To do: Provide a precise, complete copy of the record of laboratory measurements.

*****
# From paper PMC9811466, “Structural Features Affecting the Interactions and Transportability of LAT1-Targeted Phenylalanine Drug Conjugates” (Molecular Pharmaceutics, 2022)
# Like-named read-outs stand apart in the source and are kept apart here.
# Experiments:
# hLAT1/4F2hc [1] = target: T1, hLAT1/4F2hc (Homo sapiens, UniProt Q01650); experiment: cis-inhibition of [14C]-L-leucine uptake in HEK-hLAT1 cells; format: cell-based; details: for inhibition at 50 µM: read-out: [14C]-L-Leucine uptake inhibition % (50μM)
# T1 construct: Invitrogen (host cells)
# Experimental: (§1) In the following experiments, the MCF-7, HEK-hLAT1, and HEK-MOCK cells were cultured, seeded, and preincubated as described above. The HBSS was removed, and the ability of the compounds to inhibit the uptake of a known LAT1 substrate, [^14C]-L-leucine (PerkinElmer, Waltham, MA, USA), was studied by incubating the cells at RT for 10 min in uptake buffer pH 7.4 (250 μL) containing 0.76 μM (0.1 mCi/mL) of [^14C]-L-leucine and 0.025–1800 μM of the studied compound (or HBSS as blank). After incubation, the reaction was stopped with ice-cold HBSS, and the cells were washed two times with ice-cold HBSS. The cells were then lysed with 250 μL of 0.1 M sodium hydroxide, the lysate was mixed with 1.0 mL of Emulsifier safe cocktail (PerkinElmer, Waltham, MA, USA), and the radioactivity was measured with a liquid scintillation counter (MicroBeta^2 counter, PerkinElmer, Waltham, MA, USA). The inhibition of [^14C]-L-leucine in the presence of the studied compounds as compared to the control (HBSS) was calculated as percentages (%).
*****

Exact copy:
# From paper PMC9811466, “Structural Features Affecting the Interactions and Transportability of LAT1-Targeted Phenylalanine Drug Conjugates” (Molecular Pharmaceutics, 2022)
# Like-named read-outs stand apart in the source and are kept apart here.
# Experiments:
# hLAT1/4F2hc [1] = target: T1, hLAT1/4F2hc (Homo sapiens, UniProt Q01650); experiment: cis-inhibition of [14C]-L-leucine uptake in HEK-hLAT1 cells; format: cell-based; details: for inhibition at 50 µM: read-out: [14C]-L-Leucine uptake inhibition % (50μM)
# T1 construct: Invitrogen (host cells)
# Experimental: (§1) In the following experiments, the MCF-7, HEK-hLAT1, and HEK-MOCK cells were cultured, seeded, and preincubated as described above. The HBSS was removed, and the ability of the compounds to inhibit the uptake of a known LAT1 substrate, [^14C]-L-leucine (PerkinElmer, Waltham, MA, USA), was studied by incubating the cells at RT for 10 min in uptake buffer pH 7.4 (250 μL) containing 0.76 μM (0.1 mCi/mL) of [^14C]-L-leucine and 0.025–1800 μM of the studied compound (or HBSS as blank). After incubation, the reaction was stopped with ice-cold HBSS, and the cells were washed two times with ice-cold HBSS. The cells were then lysed with 250 μL of 0.1 M sodium hydroxide, the lysate was mixed with 1.0 mL of Emulsifier safe cocktail (PerkinElmer, Waltham, MA, USA), and the radioactivity was measured with a liquid scintillation counter (MicroBeta^2 counter, PerkinElmer, Waltham, MA, USA). The inhibition of [^14C]-L-leucine in the presence of the studied compounds as compared to the control (HBSS) was calculated as percentages (%).